Why Is Diabetes Improving For Whites, But Not For Blacks?

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In 1988 to 1994, the prevalence of diagnosed diabetes was 5.5 percent. By the next survey in 1999 to 2004, that number had risen to 7.6 percent. In the final survey, done from 2005 to 2010, the prevalence of diagnosed diabetes was 9.3 percent.

During that same time period, levels of obesity also rose. For people without diabetes, obesity rates rose from about 21 percent in the first survey to over 32 percent in the last. In those with diabetes, nearly 44 percent were obese during the first survey. That number rose to about 61 percent in the most recent survey.

Results of the study appear in the April 15 issue of the Annals of Internal Medicine.

“The reality is that we know what to do to prevent type 2 diabetes, but doing it on a population level is an incredible challenge,” Selvin said. “There’s some evidence that the obesity epidemic may have plateaued, but combating the environment that contributes to obesity is an incredible difficulty.”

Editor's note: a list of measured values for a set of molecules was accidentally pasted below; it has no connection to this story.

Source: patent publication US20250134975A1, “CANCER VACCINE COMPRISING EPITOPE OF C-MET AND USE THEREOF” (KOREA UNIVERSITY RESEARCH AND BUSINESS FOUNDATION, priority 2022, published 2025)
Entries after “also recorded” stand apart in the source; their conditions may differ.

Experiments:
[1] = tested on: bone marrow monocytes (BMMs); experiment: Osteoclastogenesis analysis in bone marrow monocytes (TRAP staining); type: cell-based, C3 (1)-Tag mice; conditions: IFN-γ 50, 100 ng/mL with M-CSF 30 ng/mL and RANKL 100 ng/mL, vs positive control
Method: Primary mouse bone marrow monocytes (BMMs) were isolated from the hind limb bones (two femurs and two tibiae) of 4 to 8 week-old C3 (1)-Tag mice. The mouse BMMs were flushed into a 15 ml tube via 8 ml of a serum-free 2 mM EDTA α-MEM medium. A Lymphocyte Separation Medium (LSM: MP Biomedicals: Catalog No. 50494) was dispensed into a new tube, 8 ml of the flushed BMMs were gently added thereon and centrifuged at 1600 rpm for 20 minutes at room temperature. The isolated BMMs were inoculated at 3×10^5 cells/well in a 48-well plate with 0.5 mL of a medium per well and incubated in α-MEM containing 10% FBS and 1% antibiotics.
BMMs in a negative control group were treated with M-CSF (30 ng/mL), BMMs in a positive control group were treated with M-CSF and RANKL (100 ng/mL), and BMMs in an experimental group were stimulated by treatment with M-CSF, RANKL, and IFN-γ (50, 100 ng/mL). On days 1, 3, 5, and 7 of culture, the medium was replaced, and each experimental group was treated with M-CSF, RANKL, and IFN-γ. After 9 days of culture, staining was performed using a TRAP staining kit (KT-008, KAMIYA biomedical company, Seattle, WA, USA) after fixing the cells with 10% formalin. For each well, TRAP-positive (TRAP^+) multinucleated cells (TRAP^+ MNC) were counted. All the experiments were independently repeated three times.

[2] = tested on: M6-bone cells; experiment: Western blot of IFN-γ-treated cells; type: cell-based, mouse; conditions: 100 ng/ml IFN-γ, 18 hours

The Overall Lesson: People Have Got To Start Getting Healthier

Experts suggested that encouraging people to become healthier will continue to involve a developed healthy lifestyle strategy, such as it becoming commonplace for a doctor to counsel overweight patients on making diet and exercise changes.

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